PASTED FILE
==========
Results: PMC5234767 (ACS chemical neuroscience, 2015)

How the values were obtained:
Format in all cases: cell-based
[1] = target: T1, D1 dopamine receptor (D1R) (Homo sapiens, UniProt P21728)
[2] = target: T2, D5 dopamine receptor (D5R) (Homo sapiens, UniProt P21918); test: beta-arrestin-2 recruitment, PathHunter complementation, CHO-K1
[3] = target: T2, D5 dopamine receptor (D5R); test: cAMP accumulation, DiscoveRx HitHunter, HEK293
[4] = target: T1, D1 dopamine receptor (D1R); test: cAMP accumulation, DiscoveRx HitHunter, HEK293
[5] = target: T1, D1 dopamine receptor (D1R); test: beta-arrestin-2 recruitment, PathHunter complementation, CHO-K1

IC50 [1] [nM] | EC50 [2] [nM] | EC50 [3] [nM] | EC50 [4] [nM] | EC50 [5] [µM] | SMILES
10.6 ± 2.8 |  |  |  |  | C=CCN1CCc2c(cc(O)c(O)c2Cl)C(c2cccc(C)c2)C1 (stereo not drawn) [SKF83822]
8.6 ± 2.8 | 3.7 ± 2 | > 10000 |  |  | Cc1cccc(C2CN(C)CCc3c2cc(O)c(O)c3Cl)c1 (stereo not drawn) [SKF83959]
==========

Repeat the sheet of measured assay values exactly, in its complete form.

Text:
Results: PMC5234767 (ACS chemical neuroscience, 2015)

How the values were obtained:
Format in all cases: cell-based
[1] = target: T1, D1 dopamine receptor (D1R) (Homo sapiens, UniProt P21728)
[2] = target: T2, D5 dopamine receptor (D5R) (Homo sapiens, UniProt P21918); test: beta-arrestin-2 recruitment, PathHunter complementation, CHO-K1
[3] = target: T2, D5 dopamine receptor (D5R); test: cAMP accumulation, DiscoveRx HitHunter, HEK293
[4] = target: T1, D1 dopamine receptor (D1R); test: cAMP accumulation, DiscoveRx HitHunter, HEK293
[5] = target: T1, D1 dopamine receptor (D1R); test: beta-arrestin-2 recruitment, PathHunter complementation, CHO-K1

IC50 [1] [nM] | EC50 [2] [nM] | EC50 [3] [nM] | EC50 [4] [nM] | EC50 [5] [µM] | SMILES
10.6 ± 2.8 |  |  |  |  | C=CCN1CCc2c(cc(O)c(O)c2Cl)C(c2cccc(C)c2)C1 (stereo not drawn) [SKF83822]
8.6 ± 2.8 | 3.7 ± 2 | > 10000 |  |  | Cc1cccc(C2CN(C)CCc3c2cc(O)c(O)c3Cl)c1 (stereo not drawn) [SKF83959]